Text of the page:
Drinking and Social Media Don’t Mix

By now, you should be well aware that there is nothing that goes away once it is on the internet. Putting information into the public domain has the possibility of haunting you the rest of your days. You can delete a post, no problem. However, that does not guarantee that no one copied the post or shared it with others, and if that happened, though your original post may have been deleted, the copies can live on in infamy.

Big data is making access to all kinds of information easier and can be gathered with a few keystrokes. That ability is increasing every day and being applied in more ways as well. So what may feel like a harmless post on your personal page today could well be the reason you don’t get the job of your dreams a few months from now. If it is out there, potential employers can find it. So reign in your slightly tipsy self and remember a night of fun and celebration is not meant to create havoc for years to come.

You probably won’t do anything too horrible if you have one glass of wine. There might be a few more typos than usual or such. But consider the damage that can happen if an employer checks out your personal page and sees you have posted pictures while at a number of local bars with a drink in your hand – all during the last several months. When he sees those pictures and considers your qualifications next to another person who has no such pictures and similar abilities to your own – well who do you think is going to get the job offer? If you want to share pictures at a bar or nightclub, then you should be the owner or performer at that club. Otherwise, don’t share those pictures in public forums.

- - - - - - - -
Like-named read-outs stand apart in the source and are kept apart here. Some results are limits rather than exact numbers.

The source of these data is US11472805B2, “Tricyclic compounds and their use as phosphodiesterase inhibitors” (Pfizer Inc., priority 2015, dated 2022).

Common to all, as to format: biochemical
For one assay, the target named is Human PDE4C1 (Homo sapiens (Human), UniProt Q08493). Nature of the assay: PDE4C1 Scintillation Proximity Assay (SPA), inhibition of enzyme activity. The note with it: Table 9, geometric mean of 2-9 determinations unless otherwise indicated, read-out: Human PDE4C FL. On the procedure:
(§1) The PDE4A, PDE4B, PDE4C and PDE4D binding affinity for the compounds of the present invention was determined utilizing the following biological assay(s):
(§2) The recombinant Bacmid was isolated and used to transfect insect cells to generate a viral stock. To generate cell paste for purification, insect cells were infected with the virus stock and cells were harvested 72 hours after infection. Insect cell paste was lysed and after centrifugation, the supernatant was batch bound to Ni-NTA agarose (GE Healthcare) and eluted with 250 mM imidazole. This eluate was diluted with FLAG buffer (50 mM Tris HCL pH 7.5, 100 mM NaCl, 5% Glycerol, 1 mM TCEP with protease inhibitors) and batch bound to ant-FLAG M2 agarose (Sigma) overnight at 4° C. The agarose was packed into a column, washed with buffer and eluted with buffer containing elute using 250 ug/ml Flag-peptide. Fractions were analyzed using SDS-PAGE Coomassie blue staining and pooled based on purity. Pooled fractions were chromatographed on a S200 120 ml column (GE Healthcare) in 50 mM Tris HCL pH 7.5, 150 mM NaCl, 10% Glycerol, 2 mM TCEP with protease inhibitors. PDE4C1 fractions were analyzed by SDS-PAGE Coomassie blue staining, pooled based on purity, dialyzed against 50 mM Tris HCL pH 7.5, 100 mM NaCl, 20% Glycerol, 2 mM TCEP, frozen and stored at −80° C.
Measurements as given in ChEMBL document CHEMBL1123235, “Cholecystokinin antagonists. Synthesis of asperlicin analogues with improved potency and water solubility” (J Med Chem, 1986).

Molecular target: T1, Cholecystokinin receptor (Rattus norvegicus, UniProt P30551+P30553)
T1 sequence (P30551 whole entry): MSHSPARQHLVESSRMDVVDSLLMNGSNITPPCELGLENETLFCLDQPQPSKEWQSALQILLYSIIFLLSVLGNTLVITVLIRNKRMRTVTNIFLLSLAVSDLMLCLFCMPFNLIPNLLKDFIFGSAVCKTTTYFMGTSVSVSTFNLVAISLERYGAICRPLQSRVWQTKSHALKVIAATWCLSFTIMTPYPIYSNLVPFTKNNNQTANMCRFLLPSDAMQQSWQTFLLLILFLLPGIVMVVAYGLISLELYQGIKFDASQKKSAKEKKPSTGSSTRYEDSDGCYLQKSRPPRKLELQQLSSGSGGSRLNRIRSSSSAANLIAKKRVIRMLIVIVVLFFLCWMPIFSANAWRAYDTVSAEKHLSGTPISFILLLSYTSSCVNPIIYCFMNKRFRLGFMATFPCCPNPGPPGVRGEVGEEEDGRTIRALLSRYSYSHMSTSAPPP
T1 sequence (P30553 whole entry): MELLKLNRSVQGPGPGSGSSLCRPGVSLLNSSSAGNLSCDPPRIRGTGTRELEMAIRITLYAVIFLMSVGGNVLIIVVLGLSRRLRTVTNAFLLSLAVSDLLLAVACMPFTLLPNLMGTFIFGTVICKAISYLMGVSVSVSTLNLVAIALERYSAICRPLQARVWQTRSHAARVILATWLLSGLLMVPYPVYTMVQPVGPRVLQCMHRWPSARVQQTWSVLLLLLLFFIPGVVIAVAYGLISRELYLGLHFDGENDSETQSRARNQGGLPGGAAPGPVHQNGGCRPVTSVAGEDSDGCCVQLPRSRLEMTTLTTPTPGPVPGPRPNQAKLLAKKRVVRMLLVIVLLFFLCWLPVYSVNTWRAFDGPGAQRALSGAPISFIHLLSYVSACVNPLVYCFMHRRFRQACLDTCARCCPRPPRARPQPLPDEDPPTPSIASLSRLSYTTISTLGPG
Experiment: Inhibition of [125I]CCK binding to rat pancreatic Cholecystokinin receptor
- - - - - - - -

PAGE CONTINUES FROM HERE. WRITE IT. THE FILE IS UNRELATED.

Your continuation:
There is one further thing to consider is your texts and private messages. You own the messages you create only until you hit send. Once you hit send, the receiver owns them and could, at least theoretically, revise them or add images to them and then forward them as if they are from you. If you have tipsy texted, the issues can be even more complicated. Apps are being developed currently to delete texts and private messages within a minute or so after the receiver reads them – leaving no trace. But until those apps become available, keep in mind that though a text may seem private, it is easy for someone to make it public.

Don’t drink and share, or party and post.

Ronn Torossian is the CEO of New York Public Relations company 5WPR.